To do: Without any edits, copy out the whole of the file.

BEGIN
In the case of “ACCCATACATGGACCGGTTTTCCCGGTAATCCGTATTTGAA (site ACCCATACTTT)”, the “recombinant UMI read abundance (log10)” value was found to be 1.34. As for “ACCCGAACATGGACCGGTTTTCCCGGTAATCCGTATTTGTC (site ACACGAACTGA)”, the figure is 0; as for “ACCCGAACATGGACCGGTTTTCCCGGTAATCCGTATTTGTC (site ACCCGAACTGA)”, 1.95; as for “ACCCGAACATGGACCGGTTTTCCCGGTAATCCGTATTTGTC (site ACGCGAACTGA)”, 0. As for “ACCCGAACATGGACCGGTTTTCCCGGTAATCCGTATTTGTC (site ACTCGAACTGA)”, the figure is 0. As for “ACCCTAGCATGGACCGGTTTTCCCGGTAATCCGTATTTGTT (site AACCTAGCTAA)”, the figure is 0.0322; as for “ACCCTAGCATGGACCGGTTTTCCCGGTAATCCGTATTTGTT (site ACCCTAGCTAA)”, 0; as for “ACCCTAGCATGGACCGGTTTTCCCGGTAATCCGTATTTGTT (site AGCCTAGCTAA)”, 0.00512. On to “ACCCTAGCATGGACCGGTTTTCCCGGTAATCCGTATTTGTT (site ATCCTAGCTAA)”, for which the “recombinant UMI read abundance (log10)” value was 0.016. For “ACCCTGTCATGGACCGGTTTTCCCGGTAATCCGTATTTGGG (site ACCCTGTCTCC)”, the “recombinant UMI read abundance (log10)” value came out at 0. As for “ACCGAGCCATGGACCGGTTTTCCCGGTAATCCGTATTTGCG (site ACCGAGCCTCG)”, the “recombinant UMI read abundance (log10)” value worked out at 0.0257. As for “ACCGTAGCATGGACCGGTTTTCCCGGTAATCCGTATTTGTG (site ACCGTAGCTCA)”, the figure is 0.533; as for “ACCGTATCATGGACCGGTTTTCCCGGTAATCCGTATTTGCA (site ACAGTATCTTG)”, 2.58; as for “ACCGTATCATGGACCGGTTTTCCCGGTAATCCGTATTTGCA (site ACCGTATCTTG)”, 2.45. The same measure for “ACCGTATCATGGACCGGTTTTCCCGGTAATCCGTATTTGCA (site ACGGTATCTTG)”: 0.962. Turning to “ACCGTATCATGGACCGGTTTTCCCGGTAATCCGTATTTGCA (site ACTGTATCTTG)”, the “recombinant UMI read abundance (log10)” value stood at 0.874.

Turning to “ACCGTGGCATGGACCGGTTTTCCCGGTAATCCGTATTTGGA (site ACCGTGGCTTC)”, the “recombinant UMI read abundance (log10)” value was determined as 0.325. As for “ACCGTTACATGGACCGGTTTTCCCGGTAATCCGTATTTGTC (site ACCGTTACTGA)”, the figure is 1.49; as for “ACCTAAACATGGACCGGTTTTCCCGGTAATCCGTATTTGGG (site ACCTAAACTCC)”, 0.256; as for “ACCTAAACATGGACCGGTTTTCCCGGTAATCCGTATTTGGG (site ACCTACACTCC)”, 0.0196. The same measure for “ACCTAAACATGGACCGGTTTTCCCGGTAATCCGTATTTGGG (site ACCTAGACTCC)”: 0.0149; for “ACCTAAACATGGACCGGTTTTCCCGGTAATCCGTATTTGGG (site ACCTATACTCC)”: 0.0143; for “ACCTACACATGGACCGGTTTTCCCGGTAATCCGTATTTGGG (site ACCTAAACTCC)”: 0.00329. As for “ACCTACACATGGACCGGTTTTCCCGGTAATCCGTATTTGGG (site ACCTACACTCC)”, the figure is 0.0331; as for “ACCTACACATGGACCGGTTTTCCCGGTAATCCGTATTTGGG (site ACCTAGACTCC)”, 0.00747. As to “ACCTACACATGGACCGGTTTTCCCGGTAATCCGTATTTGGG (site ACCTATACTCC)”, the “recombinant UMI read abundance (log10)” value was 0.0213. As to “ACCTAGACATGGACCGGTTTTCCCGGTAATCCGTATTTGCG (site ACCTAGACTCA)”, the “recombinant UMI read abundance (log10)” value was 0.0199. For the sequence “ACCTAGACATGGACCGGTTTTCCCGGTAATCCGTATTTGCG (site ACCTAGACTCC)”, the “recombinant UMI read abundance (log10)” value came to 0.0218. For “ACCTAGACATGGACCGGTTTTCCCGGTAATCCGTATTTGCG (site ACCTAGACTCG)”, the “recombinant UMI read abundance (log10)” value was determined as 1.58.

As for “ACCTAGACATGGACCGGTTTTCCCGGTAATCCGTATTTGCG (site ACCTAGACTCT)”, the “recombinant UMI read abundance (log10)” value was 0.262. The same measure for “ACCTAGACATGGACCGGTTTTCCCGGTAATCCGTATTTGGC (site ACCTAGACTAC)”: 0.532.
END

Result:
In the case of “ACCCATACATGGACCGGTTTTCCCGGTAATCCGTATTTGAA (site ACCCATACTTT)”, the “recombinant UMI read abundance (log10)” value was found to be 1.34. As for “ACCCGAACATGGACCGGTTTTCCCGGTAATCCGTATTTGTC (site ACACGAACTGA)”, the figure is 0; as for “ACCCGAACATGGACCGGTTTTCCCGGTAATCCGTATTTGTC (site ACCCGAACTGA)”, 1.95; as for “ACCCGAACATGGACCGGTTTTCCCGGTAATCCGTATTTGTC (site ACGCGAACTGA)”, 0. As for “ACCCGAACATGGACCGGTTTTCCCGGTAATCCGTATTTGTC (site ACTCGAACTGA)”, the figure is 0. As for “ACCCTAGCATGGACCGGTTTTCCCGGTAATCCGTATTTGTT (site AACCTAGCTAA)”, the figure is 0.0322; as for “ACCCTAGCATGGACCGGTTTTCCCGGTAATCCGTATTTGTT (site ACCCTAGCTAA)”, 0; as for “ACCCTAGCATGGACCGGTTTTCCCGGTAATCCGTATTTGTT (site AGCCTAGCTAA)”, 0.00512. On to “ACCCTAGCATGGACCGGTTTTCCCGGTAATCCGTATTTGTT (site ATCCTAGCTAA)”, for which the “recombinant UMI read abundance (log10)” value was 0.016. For “ACCCTGTCATGGACCGGTTTTCCCGGTAATCCGTATTTGGG (site ACCCTGTCTCC)”, the “recombinant UMI read abundance (log10)” value came out at 0. As for “ACCGAGCCATGGACCGGTTTTCCCGGTAATCCGTATTTGCG (site ACCGAGCCTCG)”, the “recombinant UMI read abundance (log10)” value worked out at 0.0257. As for “ACCGTAGCATGGACCGGTTTTCCCGGTAATCCGTATTTGTG (site ACCGTAGCTCA)”, the figure is 0.533; as for “ACCGTATCATGGACCGGTTTTCCCGGTAATCCGTATTTGCA (site ACAGTATCTTG)”, 2.58; as for “ACCGTATCATGGACCGGTTTTCCCGGTAATCCGTATTTGCA (site ACCGTATCTTG)”, 2.45. The same measure for “ACCGTATCATGGACCGGTTTTCCCGGTAATCCGTATTTGCA (site ACGGTATCTTG)”: 0.962. Turning to “ACCGTATCATGGACCGGTTTTCCCGGTAATCCGTATTTGCA (site ACTGTATCTTG)”, the “recombinant UMI read abundance (log10)” value stood at 0.874.

Turning to “ACCGTGGCATGGACCGGTTTTCCCGGTAATCCGTATTTGGA (site ACCGTGGCTTC)”, the “recombinant UMI read abundance (log10)” value was determined as 0.325. As for “ACCGTTACATGGACCGGTTTTCCCGGTAATCCGTATTTGTC (site ACCGTTACTGA)”, the figure is 1.49; as for “ACCTAAACATGGACCGGTTTTCCCGGTAATCCGTATTTGGG (site ACCTAAACTCC)”, 0.256; as for “ACCTAAACATGGACCGGTTTTCCCGGTAATCCGTATTTGGG (site ACCTACACTCC)”, 0.0196. The same measure for “ACCTAAACATGGACCGGTTTTCCCGGTAATCCGTATTTGGG (site ACCTAGACTCC)”: 0.0149; for “ACCTAAACATGGACCGGTTTTCCCGGTAATCCGTATTTGGG (site ACCTATACTCC)”: 0.0143; for “ACCTACACATGGACCGGTTTTCCCGGTAATCCGTATTTGGG (site ACCTAAACTCC)”: 0.00329. As for “ACCTACACATGGACCGGTTTTCCCGGTAATCCGTATTTGGG (site ACCTACACTCC)”, the figure is 0.0331; as for “ACCTACACATGGACCGGTTTTCCCGGTAATCCGTATTTGGG (site ACCTAGACTCC)”, 0.00747. As to “ACCTACACATGGACCGGTTTTCCCGGTAATCCGTATTTGGG (site ACCTATACTCC)”, the “recombinant UMI read abundance (log10)” value was 0.0213. As to “ACCTAGACATGGACCGGTTTTCCCGGTAATCCGTATTTGCG (site ACCTAGACTCA)”, the “recombinant UMI read abundance (log10)” value was 0.0199. For the sequence “ACCTAGACATGGACCGGTTTTCCCGGTAATCCGTATTTGCG (site ACCTAGACTCC)”, the “recombinant UMI read abundance (log10)” value came to 0.0218. For “ACCTAGACATGGACCGGTTTTCCCGGTAATCCGTATTTGCG (site ACCTAGACTCG)”, the “recombinant UMI read abundance (log10)” value was determined as 1.58.

As for “ACCTAGACATGGACCGGTTTTCCCGGTAATCCGTATTTGCG (site ACCTAGACTCT)”, the “recombinant UMI read abundance (log10)” value was 0.262. The same measure for “ACCTAGACATGGACCGGTTTTCCCGGTAATCCGTATTTGGC (site ACCTAGACTAC)”: 0.532.